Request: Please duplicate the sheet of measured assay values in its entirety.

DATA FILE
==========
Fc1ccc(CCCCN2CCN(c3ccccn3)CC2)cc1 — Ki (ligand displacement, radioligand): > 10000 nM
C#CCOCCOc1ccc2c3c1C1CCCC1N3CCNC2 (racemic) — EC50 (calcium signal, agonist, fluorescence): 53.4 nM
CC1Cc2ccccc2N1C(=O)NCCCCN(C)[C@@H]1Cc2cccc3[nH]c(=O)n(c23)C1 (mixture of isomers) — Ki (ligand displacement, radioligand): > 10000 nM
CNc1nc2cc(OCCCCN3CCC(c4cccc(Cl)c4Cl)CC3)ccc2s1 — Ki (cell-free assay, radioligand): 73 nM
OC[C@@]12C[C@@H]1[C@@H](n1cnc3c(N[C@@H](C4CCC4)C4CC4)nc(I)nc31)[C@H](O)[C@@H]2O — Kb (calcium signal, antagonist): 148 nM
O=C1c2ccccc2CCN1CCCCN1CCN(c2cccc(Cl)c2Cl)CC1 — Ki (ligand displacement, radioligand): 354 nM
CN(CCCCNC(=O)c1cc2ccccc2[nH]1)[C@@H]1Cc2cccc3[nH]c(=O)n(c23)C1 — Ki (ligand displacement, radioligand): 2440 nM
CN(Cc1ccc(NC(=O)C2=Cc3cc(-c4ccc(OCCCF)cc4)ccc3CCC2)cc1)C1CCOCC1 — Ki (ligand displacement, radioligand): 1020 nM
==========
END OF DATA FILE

Fc1ccc(CCCCN2CCN(c3ccccn3)CC2)cc1 — Ki (ligand displacement, radioligand): > 10000 nM
C#CCOCCOc1ccc2c3c1C1CCCC1N3CCNC2 (racemic) — EC50 (calcium signal, agonist, fluorescence): 53.4 nM
CC1Cc2ccccc2N1C(=O)NCCCCN(C)[C@@H]1Cc2cccc3[nH]c(=O)n(c23)C1 (mixture of isomers) — Ki (ligand displacement, radioligand): > 10000 nM
CNc1nc2cc(OCCCCN3CCC(c4cccc(Cl)c4Cl)CC3)ccc2s1 — Ki (cell-free assay, radioligand): 73 nM
OC[C@@]12C[C@@H]1[C@@H](n1cnc3c(N[C@@H](C4CCC4)C4CC4)nc(I)nc31)[C@H](O)[C@@H]2O — Kb (calcium signal, antagonist): 148 nM
O=C1c2ccccc2CCN1CCCCN1CCN(c2cccc(Cl)c2Cl)CC1 — Ki (ligand displacement, radioligand): 354 nM
CN(CCCCNC(=O)c1cc2ccccc2[nH]1)[C@@H]1Cc2cccc3[nH]c(=O)n(c23)C1 — Ki (ligand displacement, radioligand): 2440 nM
CN(Cc1ccc(NC(=O)C2=Cc3cc(-c4ccc(OCCCF)cc4)ccc3CCC2)cc1)C1CCOCC1 — Ki (ligand displacement, radioligand): 1020 nM